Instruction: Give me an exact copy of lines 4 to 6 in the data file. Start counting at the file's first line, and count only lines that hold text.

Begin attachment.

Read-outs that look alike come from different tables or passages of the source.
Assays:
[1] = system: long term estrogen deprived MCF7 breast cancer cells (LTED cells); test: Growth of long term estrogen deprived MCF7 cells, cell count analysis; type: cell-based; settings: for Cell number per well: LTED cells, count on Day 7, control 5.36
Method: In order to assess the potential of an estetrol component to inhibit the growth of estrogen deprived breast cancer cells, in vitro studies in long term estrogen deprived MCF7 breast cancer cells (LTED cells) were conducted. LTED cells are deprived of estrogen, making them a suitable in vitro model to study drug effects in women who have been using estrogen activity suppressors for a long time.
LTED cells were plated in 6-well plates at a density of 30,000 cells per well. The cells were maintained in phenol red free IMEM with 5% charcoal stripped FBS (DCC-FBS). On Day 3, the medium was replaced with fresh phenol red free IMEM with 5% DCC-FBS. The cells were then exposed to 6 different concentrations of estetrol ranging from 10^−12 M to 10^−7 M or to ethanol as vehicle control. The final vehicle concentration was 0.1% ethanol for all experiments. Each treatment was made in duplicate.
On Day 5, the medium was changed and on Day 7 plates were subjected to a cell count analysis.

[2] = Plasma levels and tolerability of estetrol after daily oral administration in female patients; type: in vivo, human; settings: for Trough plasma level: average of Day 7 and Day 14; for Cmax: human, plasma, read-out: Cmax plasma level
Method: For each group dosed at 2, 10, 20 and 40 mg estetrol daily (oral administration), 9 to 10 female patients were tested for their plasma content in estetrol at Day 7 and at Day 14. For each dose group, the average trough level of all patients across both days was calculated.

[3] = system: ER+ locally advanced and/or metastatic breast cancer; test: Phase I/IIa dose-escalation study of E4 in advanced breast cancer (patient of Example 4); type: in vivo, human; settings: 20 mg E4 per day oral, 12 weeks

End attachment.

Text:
Method: In order to assess the potential of an estetrol component to inhibit the growth of estrogen deprived breast cancer cells, in vitro studies in long term estrogen deprived MCF7 breast cancer cells (LTED cells) were conducted. LTED cells are deprived of estrogen, making them a suitable in vitro model to study drug effects in women who have been using estrogen activity suppressors for a long time.
LTED cells were plated in 6-well plates at a density of 30,000 cells per well. The cells were maintained in phenol red free IMEM with 5% charcoal stripped FBS (DCC-FBS). On Day 3, the medium was replaced with fresh phenol red free IMEM with 5% DCC-FBS. The cells were then exposed to 6 different concentrations of estetrol ranging from 10^−12 M to 10^−7 M or to ethanol as vehicle control. The final vehicle concentration was 0.1% ethanol for all experiments. Each treatment was made in duplicate.
On Day 5, the medium was changed and on Day 7 plates were subjected to a cell count analysis.